It's hard to estimate accurately how many people's lives may have been affected by very low levels of additional radiation. It's hard to quantify them. But if any single person either dies prematurely or has any sort of injury or aberration, it would be of deep concern to me.

But I think we have a proper degree, now, of commitment, through this Commission-which will report very expeditiously, commensurate with a broad range of their discussions and investigations in 6 months?to prevent any further accidents of this kind.

Q. Do you still consider yourself a strong supporter of the concept of nuclear power?

THE PRESIDENT. I have always thought that nuclear power should be used as a last resort in the evolution of energy. But I also recognize that when you use what oil is available, and what natural gas is available, and what coal is available, and what solar energy is available, up until now we have seen a need to use nuclear power.

We now get about 12 percent, I think, of our electricity from nuclear power. Some States, like Illinois, for instance, get a great deal more of their power from nuclear powerplants. And it would not be advisable to terminate this use peremptorily. The thing to do is?those that have to continue to provide needed power?to make sure they are safe and, in the future, to try to have conservation, which we've never emphasized in our country adequately, and to shift to alternative means of power to reduce the necessary dependence upon atomic power which we have experienced in recent years.


Q. Mr. President, Mike Waring, from the Blackhawk Stations. In your speech this morning, you mentioned the increased spending for gasohol development by the Federal Government. So far, the Department of Energy has downplayed the importance of gasohol. Why do you think gasohol should be developed, and how much can we count on it in the future for downplaying our gasoline usage?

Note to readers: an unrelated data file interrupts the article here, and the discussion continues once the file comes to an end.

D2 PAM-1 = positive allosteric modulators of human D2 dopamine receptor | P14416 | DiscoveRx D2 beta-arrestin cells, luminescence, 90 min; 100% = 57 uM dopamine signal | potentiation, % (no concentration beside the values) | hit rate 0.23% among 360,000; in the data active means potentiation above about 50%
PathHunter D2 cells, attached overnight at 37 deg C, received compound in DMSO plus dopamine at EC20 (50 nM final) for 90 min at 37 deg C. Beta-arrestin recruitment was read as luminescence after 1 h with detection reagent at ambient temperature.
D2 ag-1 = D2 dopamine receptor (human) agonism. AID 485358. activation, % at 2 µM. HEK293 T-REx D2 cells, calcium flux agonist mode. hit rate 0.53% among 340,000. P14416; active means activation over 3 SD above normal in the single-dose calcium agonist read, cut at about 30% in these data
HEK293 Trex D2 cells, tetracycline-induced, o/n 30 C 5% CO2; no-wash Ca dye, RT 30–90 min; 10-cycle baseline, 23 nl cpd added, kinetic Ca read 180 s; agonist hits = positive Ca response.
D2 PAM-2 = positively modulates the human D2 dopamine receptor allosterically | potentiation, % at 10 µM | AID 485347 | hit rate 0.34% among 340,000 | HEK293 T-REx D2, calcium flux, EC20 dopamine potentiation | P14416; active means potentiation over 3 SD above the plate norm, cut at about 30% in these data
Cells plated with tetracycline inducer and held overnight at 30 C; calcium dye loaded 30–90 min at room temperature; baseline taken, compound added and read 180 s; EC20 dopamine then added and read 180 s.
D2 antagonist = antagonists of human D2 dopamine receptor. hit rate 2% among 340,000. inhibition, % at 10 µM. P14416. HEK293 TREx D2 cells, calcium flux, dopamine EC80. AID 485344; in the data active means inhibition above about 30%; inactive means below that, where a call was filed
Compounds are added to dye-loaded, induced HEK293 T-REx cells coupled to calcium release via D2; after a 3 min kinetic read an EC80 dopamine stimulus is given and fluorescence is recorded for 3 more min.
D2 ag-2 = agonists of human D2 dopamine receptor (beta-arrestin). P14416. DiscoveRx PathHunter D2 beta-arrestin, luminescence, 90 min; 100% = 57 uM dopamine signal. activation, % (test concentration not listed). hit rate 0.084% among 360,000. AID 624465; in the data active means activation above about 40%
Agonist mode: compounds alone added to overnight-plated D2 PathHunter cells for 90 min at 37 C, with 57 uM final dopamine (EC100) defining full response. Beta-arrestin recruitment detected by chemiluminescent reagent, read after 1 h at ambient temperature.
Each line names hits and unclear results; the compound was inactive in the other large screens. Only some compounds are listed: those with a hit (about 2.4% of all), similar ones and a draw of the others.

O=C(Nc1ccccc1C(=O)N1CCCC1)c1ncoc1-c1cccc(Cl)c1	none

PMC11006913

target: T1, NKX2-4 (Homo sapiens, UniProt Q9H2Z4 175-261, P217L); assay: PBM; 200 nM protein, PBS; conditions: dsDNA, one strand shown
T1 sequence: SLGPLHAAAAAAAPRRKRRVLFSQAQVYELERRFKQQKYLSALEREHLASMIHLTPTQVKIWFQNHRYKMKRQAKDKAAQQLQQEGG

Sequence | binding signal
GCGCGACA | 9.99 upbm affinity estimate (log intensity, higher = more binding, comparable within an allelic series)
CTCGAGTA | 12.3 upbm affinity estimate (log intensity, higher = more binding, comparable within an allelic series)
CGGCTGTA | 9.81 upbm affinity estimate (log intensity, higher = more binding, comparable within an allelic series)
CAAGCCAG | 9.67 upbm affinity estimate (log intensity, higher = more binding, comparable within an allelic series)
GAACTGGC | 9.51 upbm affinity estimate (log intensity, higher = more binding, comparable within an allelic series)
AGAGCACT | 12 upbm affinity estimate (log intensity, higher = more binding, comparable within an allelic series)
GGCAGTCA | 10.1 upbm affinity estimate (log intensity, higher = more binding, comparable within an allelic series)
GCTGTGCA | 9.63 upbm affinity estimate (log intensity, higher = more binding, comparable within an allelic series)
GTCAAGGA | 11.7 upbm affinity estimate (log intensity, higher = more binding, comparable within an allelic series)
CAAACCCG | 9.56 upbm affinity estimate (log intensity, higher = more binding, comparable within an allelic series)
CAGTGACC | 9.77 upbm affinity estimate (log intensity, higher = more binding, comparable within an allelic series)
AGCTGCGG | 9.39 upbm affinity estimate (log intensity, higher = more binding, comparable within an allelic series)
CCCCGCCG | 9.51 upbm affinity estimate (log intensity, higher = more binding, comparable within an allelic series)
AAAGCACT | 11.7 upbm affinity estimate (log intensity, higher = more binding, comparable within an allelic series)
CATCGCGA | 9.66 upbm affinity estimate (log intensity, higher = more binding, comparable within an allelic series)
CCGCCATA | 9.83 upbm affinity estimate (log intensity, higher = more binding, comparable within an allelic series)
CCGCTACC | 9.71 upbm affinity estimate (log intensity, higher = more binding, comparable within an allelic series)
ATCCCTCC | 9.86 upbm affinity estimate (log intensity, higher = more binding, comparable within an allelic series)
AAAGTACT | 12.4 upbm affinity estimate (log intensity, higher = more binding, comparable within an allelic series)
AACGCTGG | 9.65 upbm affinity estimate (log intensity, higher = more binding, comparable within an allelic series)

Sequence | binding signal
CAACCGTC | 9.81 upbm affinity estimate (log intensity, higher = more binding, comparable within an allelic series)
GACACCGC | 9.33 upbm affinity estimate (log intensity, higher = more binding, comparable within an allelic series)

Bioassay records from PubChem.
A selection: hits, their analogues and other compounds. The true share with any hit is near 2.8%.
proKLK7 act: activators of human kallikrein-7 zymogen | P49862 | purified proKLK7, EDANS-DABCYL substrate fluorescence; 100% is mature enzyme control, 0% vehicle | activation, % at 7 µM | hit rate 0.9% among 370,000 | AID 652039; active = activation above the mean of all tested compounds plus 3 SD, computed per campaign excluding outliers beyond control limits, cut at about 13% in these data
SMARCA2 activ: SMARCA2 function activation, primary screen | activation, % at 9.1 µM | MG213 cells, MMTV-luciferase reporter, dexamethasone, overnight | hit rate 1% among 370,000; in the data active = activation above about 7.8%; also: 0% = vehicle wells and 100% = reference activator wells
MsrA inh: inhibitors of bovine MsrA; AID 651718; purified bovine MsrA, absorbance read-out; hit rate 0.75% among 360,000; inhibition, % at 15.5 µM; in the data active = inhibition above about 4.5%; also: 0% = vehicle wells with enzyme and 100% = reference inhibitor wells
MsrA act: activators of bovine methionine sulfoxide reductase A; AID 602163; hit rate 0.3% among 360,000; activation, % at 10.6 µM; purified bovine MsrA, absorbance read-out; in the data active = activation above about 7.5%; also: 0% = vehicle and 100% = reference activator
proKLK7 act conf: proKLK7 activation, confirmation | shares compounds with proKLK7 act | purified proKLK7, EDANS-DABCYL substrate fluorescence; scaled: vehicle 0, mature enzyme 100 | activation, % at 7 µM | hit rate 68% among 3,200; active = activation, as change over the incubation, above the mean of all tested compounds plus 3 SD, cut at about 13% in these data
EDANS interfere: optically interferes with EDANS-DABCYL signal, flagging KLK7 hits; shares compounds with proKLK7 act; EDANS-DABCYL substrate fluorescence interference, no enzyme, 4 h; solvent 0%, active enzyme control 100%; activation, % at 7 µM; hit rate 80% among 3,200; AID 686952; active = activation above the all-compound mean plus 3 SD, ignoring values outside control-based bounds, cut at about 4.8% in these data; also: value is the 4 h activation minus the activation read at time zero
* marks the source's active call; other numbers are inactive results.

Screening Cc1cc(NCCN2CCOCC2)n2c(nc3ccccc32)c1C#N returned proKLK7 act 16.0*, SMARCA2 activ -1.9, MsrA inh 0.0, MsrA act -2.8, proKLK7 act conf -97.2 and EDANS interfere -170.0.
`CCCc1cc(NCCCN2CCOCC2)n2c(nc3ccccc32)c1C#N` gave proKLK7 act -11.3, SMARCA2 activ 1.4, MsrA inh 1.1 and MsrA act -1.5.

THE PRESIDENT. It's one of those incremental approaches to energy that will be of aid. To decrease the gasoline consumption of automobiles to get 1/2 mile more per gallon has a tremendous benefit over our country. Other nations, like Brazil in some regions, have at least 10 percent of all their automobile fuel consisting of gasohol or similar materials.

I think gasohol has a possibility beyond its actual cost and use, because gasohol can be evolved from waste products that are presently very costly. It's extremely costly, for instance, in the making of, say, paper, where you take the entire tree, minus its bark, and through chemical processes, extract paper. Formerly those gases were sometimes dispensed into the atmosphere. It was a very costly process. The heat had to be generated anyhow, and you were fouling the atmosphere with very precious gases. Now those same companies, through new techniques that they've just learned in the last few years, are condensing those gases and using them in a form similar to gasohol or methanol.